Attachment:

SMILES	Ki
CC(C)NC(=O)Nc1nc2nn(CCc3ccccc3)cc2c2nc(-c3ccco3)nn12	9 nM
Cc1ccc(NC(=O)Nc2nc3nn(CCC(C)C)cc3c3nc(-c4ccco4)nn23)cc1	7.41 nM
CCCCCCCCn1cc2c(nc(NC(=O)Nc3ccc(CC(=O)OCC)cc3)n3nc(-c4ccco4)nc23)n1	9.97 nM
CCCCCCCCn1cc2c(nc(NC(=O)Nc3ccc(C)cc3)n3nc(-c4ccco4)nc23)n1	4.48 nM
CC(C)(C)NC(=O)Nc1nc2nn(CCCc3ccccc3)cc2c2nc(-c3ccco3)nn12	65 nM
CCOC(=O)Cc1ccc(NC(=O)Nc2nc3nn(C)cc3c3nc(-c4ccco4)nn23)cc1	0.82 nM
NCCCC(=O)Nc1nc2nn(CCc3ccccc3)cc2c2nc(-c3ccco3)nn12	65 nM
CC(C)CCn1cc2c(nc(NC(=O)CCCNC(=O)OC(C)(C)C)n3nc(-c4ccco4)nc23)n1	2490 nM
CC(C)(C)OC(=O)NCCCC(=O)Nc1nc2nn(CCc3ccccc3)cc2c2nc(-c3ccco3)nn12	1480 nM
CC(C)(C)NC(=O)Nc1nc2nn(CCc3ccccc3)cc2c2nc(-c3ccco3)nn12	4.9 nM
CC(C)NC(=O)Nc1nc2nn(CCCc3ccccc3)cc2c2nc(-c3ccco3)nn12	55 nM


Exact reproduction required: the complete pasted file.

SMILES	Ki
CC(C)NC(=O)Nc1nc2nn(CCc3ccccc3)cc2c2nc(-c3ccco3)nn12	9 nM
Cc1ccc(NC(=O)Nc2nc3nn(CCC(C)C)cc3c3nc(-c4ccco4)nn23)cc1	7.41 nM
CCCCCCCCn1cc2c(nc(NC(=O)Nc3ccc(CC(=O)OCC)cc3)n3nc(-c4ccco4)nc23)n1	9.97 nM
CCCCCCCCn1cc2c(nc(NC(=O)Nc3ccc(C)cc3)n3nc(-c4ccco4)nc23)n1	4.48 nM
CC(C)(C)NC(=O)Nc1nc2nn(CCCc3ccccc3)cc2c2nc(-c3ccco3)nn12	65 nM
CCOC(=O)Cc1ccc(NC(=O)Nc2nc3nn(C)cc3c3nc(-c4ccco4)nn23)cc1	0.82 nM
NCCCC(=O)Nc1nc2nn(CCc3ccccc3)cc2c2nc(-c3ccco3)nn12	65 nM
CC(C)CCn1cc2c(nc(NC(=O)CCCNC(=O)OC(C)(C)C)n3nc(-c4ccco4)nc23)n1	2490 nM
CC(C)(C)OC(=O)NCCCC(=O)Nc1nc2nn(CCc3ccccc3)cc2c2nc(-c3ccco3)nn12	1480 nM
CC(C)(C)NC(=O)Nc1nc2nn(CCc3ccccc3)cc2c2nc(-c3ccco3)nn12	4.9 nM
CC(C)NC(=O)Nc1nc2nn(CCCc3ccccc3)cc2c2nc(-c3ccco3)nn12	55 nM